by Mohammad Ghazal | Feb 13, 2014

Amman Mayor Aqel Biltaji (2nd left) attends a meeting held by EDAMA Association in Amman on Thursday to discuss the potential of using waste as an energy source (Petra photo)

AMMAN — The potential for generating money from garbage is “huge” in Jordan, as several international companies have shown interest in investing in projects to turn waste into energy, officials said Thursday.

Officials called for facilitating more investments and public-private partnerships to enable the implementation of projects that turn waste into energy, thus creating jobs, preserving the environment and making profits.

In Jordan, each individual generates one kilogramme of solid waste every day, while 16,000 tonnes of solid waste are generated daily throughout the country.

“Many companies from Brazil, the US, Germany and France… come to us to invest in our waste to produce energy,” Amman Mayor Aqel Biltaji said Thursday at a meeting held by EDAMA Association under the theme: “Waste to Energy: Challenges and Opportunities”.

“We want Amman to be a model when it comes to turning waste into energy… such projects will play a key role in creating jobs,” said Biltaji at the meeting, held with the support of USAID and ECO Consult.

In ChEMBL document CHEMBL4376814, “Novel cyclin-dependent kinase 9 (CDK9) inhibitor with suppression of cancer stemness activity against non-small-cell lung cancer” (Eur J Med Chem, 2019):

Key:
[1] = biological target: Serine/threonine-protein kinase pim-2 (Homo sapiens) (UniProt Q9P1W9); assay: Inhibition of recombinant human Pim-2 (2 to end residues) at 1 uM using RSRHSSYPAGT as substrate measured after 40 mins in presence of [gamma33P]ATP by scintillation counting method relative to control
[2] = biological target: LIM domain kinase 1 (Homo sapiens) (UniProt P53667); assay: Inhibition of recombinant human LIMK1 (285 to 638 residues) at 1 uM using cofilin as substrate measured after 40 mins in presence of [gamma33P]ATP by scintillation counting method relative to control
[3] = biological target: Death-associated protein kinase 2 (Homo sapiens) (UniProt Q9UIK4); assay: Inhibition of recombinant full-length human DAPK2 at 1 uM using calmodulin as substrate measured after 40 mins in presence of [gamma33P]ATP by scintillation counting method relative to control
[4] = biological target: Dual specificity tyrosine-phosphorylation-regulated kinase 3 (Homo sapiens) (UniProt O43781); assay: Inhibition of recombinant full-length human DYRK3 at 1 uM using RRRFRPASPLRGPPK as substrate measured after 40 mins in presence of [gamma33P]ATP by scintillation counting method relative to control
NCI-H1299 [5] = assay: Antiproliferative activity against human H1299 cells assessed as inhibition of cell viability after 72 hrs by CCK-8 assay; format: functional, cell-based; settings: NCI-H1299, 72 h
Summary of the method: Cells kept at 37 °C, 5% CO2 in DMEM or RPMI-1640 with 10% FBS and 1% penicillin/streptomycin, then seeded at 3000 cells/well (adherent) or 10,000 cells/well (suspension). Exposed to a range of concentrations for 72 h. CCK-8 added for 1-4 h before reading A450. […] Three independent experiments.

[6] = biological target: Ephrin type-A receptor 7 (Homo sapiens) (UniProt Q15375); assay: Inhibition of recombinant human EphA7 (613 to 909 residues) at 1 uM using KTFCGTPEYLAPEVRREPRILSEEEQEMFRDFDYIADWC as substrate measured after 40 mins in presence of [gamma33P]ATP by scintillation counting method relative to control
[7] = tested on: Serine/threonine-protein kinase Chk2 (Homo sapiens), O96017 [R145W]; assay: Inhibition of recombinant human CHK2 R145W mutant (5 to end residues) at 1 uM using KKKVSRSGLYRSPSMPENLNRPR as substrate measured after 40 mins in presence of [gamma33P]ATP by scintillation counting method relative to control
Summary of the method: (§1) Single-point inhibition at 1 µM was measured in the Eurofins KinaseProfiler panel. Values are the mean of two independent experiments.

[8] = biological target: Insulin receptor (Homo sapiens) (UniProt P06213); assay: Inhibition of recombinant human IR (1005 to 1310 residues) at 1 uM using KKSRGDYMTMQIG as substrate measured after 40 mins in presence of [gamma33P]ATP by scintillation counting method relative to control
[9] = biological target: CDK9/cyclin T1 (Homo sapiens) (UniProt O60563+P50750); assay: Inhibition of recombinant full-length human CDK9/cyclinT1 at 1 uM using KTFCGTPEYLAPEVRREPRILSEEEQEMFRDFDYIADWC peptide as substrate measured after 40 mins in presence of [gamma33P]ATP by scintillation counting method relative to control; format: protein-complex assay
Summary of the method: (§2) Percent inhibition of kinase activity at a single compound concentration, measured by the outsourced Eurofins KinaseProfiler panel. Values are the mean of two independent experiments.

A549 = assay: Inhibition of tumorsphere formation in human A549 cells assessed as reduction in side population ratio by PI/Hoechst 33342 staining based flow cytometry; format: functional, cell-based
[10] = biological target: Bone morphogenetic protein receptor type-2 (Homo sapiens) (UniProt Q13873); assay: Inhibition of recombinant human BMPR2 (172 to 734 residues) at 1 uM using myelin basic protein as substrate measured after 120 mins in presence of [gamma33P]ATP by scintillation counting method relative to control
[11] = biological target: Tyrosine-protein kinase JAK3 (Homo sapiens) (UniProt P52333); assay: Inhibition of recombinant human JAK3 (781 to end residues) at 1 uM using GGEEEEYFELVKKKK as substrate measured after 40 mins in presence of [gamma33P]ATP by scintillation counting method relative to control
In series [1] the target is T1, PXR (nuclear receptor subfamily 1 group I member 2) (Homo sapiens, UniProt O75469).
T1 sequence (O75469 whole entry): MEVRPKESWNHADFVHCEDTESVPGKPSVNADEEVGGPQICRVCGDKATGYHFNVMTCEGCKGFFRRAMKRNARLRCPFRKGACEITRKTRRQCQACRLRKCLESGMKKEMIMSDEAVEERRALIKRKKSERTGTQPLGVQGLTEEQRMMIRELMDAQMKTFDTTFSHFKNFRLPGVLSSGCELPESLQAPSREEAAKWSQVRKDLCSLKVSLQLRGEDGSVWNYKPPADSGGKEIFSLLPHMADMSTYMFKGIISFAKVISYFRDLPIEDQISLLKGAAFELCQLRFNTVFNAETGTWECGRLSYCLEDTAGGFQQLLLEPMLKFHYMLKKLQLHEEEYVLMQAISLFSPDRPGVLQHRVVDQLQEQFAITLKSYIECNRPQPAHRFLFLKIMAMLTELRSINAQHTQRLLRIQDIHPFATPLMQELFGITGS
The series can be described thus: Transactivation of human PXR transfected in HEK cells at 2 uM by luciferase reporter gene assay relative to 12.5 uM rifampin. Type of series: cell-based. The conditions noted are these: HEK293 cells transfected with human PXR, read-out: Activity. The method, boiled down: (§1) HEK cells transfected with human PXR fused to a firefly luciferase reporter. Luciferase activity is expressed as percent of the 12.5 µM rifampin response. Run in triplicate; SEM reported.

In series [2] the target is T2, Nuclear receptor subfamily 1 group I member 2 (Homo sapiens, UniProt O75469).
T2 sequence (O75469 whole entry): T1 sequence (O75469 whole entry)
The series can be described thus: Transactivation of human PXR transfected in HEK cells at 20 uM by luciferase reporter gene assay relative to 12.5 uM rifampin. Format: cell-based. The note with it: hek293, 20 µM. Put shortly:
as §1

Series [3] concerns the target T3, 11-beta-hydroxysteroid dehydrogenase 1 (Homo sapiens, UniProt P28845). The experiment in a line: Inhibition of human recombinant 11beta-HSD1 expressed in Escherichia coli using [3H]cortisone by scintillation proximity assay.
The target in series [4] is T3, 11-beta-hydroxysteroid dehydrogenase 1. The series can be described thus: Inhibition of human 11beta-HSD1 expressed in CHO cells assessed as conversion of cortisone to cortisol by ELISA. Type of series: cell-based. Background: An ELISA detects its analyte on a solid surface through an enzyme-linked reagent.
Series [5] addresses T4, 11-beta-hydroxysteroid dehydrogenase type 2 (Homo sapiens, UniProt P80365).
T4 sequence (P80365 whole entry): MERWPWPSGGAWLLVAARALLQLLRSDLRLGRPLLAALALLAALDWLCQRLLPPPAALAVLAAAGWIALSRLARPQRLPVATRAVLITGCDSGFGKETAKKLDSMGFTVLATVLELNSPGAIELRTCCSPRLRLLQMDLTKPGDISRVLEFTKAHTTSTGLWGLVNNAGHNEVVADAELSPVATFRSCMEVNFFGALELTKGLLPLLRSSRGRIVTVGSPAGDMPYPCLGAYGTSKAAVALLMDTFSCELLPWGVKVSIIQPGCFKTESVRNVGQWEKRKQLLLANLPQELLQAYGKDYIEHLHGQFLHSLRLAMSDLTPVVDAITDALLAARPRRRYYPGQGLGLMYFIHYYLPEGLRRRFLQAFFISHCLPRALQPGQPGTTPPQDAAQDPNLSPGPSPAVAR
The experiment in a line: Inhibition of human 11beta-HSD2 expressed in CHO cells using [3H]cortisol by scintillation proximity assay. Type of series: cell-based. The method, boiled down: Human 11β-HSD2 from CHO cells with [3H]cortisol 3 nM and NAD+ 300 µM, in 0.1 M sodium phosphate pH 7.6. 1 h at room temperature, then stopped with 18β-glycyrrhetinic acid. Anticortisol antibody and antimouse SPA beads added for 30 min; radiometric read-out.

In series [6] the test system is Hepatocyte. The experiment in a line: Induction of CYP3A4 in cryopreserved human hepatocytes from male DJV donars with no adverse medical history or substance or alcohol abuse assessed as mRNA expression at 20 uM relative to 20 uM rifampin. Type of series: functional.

Edama — Arabic for sustainability — is a local business association that seeks “innovative solutions for energy and water independence and productivity”, according to its website.

Highlighting the potential for business in this field, EDAMA Association CEO Hala Zawati said: “Jordan is a very poor country when it comes to resources, but in terms of waste, Jordan has plenty,” noting that this can be turned into an advantage.

About 32 companies have submitted bids to the Ministry of Energy and Mineral Resources to implement projects to generate energy from waste in the country’s 17 landfills, participants at the meeting said, calling for speeding up efforts to decide on these projects.

Official figures indicate that around 2.13 million tonnes of waste, and 18,000 tonnes of medical and hazardous materials, are generated annually in Jordan, according to experts and workers in the field, who say that waste increases by 3 per cent in Jordan every year.

Raouf Dabbas, senior adviser to the Ministry of Environment, said no significant efforts have been made in Jordan recently to tap into the potential in this regard.

“Management of waste and projects using waste to make energy help in supporting green economies. Clean energy and good money can come out of landfills, and the government needs to do more in this regard,” said Dabbas.

Hussein Mheidat, head of the local communities council at the Ministry of Municipal Affairs, said a strategy is being drafted on how best to use the country’s 17 landfills and manage solid waste.

The strategy, which will include detailed procedures, is expected to be ready before the end of this year, he noted.—-officials